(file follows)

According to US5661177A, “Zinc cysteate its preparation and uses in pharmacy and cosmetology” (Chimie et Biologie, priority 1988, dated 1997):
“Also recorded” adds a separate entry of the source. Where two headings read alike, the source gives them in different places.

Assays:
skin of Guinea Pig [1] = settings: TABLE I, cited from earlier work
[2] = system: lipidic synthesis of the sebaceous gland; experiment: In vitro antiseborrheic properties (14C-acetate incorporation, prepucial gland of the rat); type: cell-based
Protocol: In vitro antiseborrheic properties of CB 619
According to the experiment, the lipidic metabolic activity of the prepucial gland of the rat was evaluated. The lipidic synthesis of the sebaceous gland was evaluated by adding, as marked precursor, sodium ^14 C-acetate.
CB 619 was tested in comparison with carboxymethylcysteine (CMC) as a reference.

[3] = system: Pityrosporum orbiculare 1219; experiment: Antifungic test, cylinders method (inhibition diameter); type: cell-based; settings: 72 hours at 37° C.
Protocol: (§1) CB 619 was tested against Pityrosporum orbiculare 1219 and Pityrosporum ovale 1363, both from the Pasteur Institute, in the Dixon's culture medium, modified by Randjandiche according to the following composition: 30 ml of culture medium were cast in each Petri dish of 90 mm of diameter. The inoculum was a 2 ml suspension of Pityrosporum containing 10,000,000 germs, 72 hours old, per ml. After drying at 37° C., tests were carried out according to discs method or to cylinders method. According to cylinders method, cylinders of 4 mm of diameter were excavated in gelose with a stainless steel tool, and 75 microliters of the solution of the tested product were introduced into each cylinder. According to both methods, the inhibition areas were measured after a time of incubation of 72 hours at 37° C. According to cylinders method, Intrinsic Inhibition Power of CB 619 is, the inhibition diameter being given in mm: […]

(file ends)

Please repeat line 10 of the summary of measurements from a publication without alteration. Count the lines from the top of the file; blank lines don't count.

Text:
Protocol: (§1) CB 619 was tested against Pityrosporum orbiculare 1219 and Pityrosporum ovale 1363, both from the Pasteur Institute, in the Dixon's culture medium, modified by Randjandiche according to the following composition: 30 ml of culture medium were cast in each Petri dish of 90 mm of diameter. The inoculum was a 2 ml suspension of Pityrosporum containing 10,000,000 germs, 72 hours old, per ml. After drying at 37° C., tests were carried out according to discs method or to cylinders method. According to cylinders method, cylinders of 4 mm of diameter were excavated in gelose with a stainless steel tool, and 75 microliters of the solution of the tested product were introduced into each cylinder. According to both methods, the inhibition areas were measured after a time of incubation of 72 hours at 37° C. According to cylinders method, Intrinsic Inhibition Power of CB 619 is, the inhibition diameter being given in mm: […]